The World Health Organization has validated Togo for eliminating trachoma as a public health problem.
Professor Moustafa Mijiyawa, Minister of Health, Togo was formally notified of validation by WHO Director General Dr Tedros Adhanom Ghebreyesus at the 75th World Health Assembly in Geneva.
Although surveys conducted in 2006, 2009, and 2011 had shown that trachoma prevalence in children 1–9 years was below 5% in every district, and therefore the country did not require mass drug administration for trachoma, the prevalence of trachomatous trichiasis (TT), the late blinding stage of trachoma, was above the WHO threshold of under 0.2% in those aged 15 years and above in seven districts.
To eliminate trachoma as a public health problem, the Ministry of Health, through its National Eye Care Programme and National Programme for Neglected Tropical Diseases, identified and managed TT patients through the country’s network of ophthalmic nurses. Additionally, all TT cases identified during outreach activities for eye care and those who presented in the routine eye care services were managed. The reduction of TT cases to below the WHO elimination threshold was confirmed through surveys conducted by the Ministry of Health with support from Tropical Data in 2017.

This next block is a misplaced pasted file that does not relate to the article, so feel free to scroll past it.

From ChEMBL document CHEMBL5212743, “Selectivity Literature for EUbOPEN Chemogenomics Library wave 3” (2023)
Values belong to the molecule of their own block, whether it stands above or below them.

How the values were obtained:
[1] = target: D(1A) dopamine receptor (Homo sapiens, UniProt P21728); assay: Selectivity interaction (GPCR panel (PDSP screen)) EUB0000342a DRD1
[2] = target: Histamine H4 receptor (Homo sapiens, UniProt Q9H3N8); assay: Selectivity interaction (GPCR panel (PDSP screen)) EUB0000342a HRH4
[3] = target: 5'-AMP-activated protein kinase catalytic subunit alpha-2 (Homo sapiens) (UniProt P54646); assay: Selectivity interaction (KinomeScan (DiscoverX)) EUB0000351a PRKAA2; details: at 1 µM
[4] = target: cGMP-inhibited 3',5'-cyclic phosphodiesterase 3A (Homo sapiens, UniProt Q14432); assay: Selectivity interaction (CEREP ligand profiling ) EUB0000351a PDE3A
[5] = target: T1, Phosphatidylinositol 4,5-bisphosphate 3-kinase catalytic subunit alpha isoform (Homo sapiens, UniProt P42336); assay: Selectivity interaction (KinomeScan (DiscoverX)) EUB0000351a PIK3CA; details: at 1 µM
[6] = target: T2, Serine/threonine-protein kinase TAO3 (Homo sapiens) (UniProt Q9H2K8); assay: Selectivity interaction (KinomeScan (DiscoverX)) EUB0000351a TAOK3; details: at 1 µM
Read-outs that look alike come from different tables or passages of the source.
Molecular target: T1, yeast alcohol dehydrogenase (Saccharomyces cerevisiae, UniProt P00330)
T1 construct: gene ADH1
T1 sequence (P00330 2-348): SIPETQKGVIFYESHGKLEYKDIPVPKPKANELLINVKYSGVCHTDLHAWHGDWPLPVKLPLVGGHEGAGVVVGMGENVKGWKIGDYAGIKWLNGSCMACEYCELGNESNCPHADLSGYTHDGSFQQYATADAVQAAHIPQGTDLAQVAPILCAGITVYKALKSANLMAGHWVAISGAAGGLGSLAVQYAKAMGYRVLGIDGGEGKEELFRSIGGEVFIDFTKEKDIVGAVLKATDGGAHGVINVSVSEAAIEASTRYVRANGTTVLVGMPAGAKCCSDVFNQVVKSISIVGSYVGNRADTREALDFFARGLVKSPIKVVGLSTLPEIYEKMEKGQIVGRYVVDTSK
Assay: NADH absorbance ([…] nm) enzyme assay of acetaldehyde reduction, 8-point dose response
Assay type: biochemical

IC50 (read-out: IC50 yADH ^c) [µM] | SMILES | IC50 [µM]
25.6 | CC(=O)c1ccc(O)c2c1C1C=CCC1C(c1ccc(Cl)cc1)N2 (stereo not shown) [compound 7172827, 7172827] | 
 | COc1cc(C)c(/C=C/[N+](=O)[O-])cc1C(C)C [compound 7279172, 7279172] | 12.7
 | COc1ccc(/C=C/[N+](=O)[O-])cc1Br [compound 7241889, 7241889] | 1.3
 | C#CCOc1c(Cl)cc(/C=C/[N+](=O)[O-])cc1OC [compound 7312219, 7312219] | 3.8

The Ministry of Health, Public Hygiene and Universal Access to Care also undertook awareness raising campaigns about the importance of facial cleanliness and personal hygiene to reduce the risk of transmission, which was further supported by significant improvements in availability of safe water and access to improved sanitation.
“ICTC congratulates Togo for eliminating trachoma as a public health problem”, said Dr Angelia Sanders, Chair, International Coalition for Trachoma Control. “Identifying and treating trachomatous trichiasis cases in low prevalence settings is often challenging but essential to achieve elimination as a public health problem. Togo’s commitment to elimination has prevented pain and further vision impairment among those affected.”
Togo is the 13th country to be validated by WHO for eliminating trachoma as a public health problem and the third country in the WHO African Region.